First Colombian participation in the All Japan Robot Sumo TournamentJuan Camilo Garcia-Hernandez
Original Article by: Luis Miguel Aristizábal Gómez, 19.02.2012
Translation: Juan Camilo Garcia Hernandez, 05.04.2015
The robotics team of the Design and Automation Group (A+D) from the Universidad Pontificia Bolivariana (UPB) from Medellin, Colombia, had participated constantly in the lasts years in several national robotics competitions finishing usually in one of the first three places. In April 2011, with the support of the Research Center for Development and Innovation (CIDI) of the UPB, the students Sandra Patricia Osorio, Juan Camilo Garcia and Luis Miguel Aristizabal participated in the RoboGames 2011 in San Francisco, CA, being this one of the largest robotics competitions world wide, with over 50 categories and a quote of over a thousand participants between engineers, students and hobbyists. In this competitions, the students participated in the autonomous micro sumo (100g), autonomous Sumo (3 kg) and BEAM speeder, obtaining first place in Beam speeder and third place in the 3kg sumo categories.
As the only Colombian Team in the competition, we managed to position our country in the 9th place among 17 other countries. (http://robogames.net/2011.php). The obtained bronze medal gave us an invitation from FUJISOFT Inc. to the All Japan Robot Sumo Tournament in Tokyo during december 2011. This is the biggest and most challenging tournament in this category with the participation of 96 teams (after the 9 qualification rounds in Japan between over 1300 teams), which was a great honor an privilege since by that time only between 6 and 9 invitations were being given for non-japan teams and the UPB team got one of them.
On August 4th, 2011, my team mate Juan Camilo Garcia and I got an E-Mail from the organizer of the RoboGames, David Calkins, in which he informed us that the Fujisoft company from Japan was inviting us to the “All Japan Robot Sumo Tournament” to be held in December of the same year, and they were also willing to cover hotel expenses. Immediately we saw the latent opportunity of participating in the world wide biggest Robot sumo tournament there was, though there were several technical and economic obstacles, that are always present for international tournaments, we had to sort first.
After obtaining all the details of the tournament and doing some research, we starting our quest for sponsorship because Japan was maybe not the most affordable destination for us and we also had to pay for some robot upgrades needed for the tournament. We started our quest at the CIDI, since our university had always supported us for the participation in national and international competitions, but since it was already too late in the year and the amount of money needed was too high, it was not possible to get any more support from this institution.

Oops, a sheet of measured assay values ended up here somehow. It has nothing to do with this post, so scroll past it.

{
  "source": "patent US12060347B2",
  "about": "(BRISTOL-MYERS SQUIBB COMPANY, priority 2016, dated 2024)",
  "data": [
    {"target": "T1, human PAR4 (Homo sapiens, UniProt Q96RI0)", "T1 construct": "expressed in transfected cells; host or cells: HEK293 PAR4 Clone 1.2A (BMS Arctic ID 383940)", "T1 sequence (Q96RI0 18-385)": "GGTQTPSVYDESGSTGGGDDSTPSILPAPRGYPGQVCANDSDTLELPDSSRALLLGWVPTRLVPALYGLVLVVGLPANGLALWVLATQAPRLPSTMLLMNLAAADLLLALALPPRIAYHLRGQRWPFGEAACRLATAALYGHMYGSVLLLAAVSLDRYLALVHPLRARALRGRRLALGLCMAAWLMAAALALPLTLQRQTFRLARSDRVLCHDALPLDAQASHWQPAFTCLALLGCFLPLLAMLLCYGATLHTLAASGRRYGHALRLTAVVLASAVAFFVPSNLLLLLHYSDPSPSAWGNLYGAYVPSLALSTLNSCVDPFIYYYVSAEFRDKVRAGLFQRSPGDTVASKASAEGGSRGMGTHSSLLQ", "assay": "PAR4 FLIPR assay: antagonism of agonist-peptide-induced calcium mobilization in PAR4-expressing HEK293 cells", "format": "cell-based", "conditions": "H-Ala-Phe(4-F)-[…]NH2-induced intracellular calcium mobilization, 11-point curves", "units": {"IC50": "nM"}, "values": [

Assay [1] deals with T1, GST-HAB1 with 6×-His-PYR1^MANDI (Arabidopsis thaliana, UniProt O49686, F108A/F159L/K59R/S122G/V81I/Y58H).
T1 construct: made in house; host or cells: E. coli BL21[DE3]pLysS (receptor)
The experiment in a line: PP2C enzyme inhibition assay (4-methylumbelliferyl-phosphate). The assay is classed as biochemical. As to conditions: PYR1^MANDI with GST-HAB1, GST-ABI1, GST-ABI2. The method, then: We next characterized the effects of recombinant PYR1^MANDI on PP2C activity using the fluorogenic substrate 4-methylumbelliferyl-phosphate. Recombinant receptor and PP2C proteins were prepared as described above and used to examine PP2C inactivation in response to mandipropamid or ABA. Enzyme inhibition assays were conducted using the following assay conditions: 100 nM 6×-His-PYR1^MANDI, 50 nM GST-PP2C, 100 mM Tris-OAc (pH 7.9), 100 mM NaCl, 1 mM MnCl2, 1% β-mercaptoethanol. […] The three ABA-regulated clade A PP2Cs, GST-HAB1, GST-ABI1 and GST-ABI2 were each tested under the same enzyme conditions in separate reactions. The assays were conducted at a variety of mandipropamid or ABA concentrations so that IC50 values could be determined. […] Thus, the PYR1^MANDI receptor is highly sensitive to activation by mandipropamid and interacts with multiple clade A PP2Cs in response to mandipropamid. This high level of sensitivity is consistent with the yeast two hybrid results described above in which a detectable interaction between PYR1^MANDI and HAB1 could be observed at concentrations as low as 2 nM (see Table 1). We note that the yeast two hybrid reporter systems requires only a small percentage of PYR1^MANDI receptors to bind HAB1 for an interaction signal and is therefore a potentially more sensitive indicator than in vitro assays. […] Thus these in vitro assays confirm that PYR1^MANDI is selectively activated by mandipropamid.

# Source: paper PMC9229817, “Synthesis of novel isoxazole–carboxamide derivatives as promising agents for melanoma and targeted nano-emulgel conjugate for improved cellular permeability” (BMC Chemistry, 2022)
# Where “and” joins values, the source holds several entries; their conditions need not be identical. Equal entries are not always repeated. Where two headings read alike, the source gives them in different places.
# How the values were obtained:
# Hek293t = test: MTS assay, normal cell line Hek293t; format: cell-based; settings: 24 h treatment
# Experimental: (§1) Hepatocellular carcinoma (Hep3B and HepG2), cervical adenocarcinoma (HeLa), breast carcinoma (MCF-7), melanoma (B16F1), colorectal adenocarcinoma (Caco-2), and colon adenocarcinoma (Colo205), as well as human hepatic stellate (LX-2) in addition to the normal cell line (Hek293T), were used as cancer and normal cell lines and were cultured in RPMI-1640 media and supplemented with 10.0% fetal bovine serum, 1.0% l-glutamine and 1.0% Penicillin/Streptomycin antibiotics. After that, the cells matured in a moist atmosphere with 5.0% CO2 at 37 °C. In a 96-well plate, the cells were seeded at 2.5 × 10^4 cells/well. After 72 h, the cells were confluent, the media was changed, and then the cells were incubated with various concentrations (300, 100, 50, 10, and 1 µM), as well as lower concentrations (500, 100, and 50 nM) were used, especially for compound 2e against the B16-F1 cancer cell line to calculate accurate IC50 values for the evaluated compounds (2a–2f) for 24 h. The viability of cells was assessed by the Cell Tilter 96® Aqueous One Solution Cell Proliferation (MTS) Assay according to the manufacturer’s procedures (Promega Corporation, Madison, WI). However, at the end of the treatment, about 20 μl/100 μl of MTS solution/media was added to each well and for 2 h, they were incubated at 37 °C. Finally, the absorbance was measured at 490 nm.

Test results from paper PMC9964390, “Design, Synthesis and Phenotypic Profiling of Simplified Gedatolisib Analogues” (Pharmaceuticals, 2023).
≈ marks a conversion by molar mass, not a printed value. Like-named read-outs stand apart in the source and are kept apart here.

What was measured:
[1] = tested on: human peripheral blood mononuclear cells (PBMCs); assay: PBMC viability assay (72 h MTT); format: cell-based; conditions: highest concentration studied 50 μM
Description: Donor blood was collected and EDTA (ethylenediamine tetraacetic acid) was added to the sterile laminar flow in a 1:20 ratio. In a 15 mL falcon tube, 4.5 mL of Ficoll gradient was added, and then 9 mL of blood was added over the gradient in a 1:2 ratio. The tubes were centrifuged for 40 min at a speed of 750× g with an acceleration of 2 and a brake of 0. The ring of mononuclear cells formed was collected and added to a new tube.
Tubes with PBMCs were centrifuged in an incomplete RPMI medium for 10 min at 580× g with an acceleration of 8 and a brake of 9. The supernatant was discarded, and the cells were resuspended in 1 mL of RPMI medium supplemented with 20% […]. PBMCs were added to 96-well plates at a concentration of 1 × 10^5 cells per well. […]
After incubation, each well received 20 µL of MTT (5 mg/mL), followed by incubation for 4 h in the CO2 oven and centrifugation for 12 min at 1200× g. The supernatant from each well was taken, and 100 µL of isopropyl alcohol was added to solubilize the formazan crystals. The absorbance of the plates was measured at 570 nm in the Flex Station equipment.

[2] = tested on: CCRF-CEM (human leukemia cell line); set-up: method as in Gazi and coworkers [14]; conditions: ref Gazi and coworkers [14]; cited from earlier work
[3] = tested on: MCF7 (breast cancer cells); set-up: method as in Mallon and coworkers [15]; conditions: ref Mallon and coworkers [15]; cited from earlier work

Our next option was to look for support at governmental institutions like Ruta N, Tecnova, Tecnoparque and the local city hall. We also looked at private entities like the Massachusetts Institute of Technology (MIT) Enterprise Forum Colombia, among others. At the beginning some of these institutions were interested, and we even met with representatives of several of them, but in the end, our project was not compatible with the objectives of the institutions and thus was not possible for us to obtain any economic support.
After an unsuccessful search for sponsorship we were about to give up this opportunity and on November 22 we wrote the coordinator of the tournament of our problem finding economic support for the trip and that our participation was in jeopardy. On November 27th, and thanks to the collaboration of friends and family, we got the news that a commercial ally of the family’s company was able to economically support us by paying for our plane tickets!
The competition was scheduled for December 18th, so we roughly had 22 days, including traveling time, before it. So we had actually about 16 days to apply (and get) our visas to Japan and do all needed robot updates, it wasn’t going to be easy, but it was worth it.
Before starting with the visa application, we needed the exact traveling itinerary and official invitation documents from the organizing company that invited us and some other information. On December 5th we finally got the ticket reservations (for December 13th at 11:55 pm). Next day we got all the documents needed from Fujisoft in order to be able to apply for the visa. One day later we had gathered all the documentation required from the Embassy of Japan so I traveled to the capital for the visas application. After literally running thru the city since it was almost closing hours when I got to the city, I arrived to the embassy and they were already closed, but after almost begging, the let me in and I was able to fill the applications.
The next few days were pure tension, since the visa process takes between 5 and 10 working days, and after checking the calendar we realized we had only 4. Even though it was not yet certain, all my team mate an I could do, was preparing for the trip and begging to all possible deities to get our visas in time.
A week later, December 13th (the same day of our departure), I traveled to the capital to pick up our passports, either with or without visas, still not knowing the final decision from the embassy. Then at 2 pm, a worker from the embassy gave me the passports… each one with a 30 day valid visa to enter Japan territory!. All of sudden, our uncertainty turned into joy! We were going to Japan!